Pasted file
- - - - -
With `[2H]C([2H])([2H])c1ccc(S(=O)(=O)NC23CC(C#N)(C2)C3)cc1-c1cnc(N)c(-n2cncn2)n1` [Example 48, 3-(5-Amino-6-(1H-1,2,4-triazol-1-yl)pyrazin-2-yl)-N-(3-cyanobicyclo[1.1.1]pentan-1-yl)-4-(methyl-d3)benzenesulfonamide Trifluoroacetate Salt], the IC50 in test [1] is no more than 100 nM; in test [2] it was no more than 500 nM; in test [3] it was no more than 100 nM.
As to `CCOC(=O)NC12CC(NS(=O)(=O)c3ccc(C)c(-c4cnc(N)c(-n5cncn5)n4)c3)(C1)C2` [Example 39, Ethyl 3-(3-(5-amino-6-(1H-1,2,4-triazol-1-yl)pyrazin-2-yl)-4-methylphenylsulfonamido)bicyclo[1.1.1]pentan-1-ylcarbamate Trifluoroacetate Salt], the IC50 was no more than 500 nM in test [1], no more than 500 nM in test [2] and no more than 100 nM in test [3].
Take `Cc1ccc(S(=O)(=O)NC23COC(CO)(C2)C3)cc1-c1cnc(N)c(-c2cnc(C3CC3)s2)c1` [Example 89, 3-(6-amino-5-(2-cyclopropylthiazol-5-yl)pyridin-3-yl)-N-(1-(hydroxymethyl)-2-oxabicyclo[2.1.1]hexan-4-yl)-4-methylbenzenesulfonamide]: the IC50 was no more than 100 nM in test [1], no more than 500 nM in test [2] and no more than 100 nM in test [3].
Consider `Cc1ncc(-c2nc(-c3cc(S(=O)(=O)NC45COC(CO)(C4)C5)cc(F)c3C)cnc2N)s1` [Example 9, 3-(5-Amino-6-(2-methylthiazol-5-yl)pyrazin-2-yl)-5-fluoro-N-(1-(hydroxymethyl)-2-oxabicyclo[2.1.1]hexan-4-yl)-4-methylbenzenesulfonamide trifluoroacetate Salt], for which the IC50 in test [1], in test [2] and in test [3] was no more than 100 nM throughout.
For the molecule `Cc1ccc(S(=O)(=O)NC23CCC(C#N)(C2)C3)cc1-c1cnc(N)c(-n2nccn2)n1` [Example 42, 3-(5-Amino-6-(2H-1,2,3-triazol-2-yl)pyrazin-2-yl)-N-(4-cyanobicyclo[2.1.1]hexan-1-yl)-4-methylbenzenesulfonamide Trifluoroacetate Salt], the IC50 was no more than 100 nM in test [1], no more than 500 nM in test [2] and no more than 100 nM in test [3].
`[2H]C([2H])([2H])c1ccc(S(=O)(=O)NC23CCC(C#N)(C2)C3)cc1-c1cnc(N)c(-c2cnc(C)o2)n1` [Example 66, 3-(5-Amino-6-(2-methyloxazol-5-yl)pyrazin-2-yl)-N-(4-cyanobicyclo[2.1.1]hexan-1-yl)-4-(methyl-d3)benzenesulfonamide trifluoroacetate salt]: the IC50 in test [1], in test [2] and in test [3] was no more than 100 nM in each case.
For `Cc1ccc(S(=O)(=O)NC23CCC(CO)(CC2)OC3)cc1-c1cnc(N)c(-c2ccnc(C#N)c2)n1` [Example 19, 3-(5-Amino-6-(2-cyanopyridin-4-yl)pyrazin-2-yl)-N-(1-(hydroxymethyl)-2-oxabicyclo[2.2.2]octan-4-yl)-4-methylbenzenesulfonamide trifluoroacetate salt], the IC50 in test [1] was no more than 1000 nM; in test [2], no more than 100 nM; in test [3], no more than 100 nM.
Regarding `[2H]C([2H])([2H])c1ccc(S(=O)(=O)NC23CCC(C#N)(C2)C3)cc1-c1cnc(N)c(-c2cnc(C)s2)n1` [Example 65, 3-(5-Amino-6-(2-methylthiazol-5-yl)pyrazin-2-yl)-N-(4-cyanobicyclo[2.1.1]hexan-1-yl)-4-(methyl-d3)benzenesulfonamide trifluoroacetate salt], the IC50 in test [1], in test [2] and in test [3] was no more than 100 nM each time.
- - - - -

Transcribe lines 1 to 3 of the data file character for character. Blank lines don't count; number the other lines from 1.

With `[2H]C([2H])([2H])c1ccc(S(=O)(=O)NC23CC(C#N)(C2)C3)cc1-c1cnc(N)c(-n2cncn2)n1` [Example 48, 3-(5-Amino-6-(1H-1,2,4-triazol-1-yl)pyrazin-2-yl)-N-(3-cyanobicyclo[1.1.1]pentan-1-yl)-4-(methyl-d3)benzenesulfonamide Trifluoroacetate Salt], the IC50 in test [1] is no more than 100 nM; in test [2] it was no more than 500 nM; in test [3] it was no more than 100 nM.
As to `CCOC(=O)NC12CC(NS(=O)(=O)c3ccc(C)c(-c4cnc(N)c(-n5cncn5)n4)c3)(C1)C2` [Example 39, Ethyl 3-(3-(5-amino-6-(1H-1,2,4-triazol-1-yl)pyrazin-2-yl)-4-methylphenylsulfonamido)bicyclo[1.1.1]pentan-1-ylcarbamate Trifluoroacetate Salt], the IC50 was no more than 500 nM in test [1], no more than 500 nM in test [2] and no more than 100 nM in test [3].
Take `Cc1ccc(S(=O)(=O)NC23COC(CO)(C2)C3)cc1-c1cnc(N)c(-c2cnc(C3CC3)s2)c1` [Example 89, 3-(6-amino-5-(2-cyclopropylthiazol-5-yl)pyridin-3-yl)-N-(1-(hydroxymethyl)-2-oxabicyclo[2.1.1]hexan-4-yl)-4-methylbenzenesulfonamide]: the IC50 was no more than 100 nM in test [1], no more than 500 nM in test [2] and no more than 100 nM in test [3].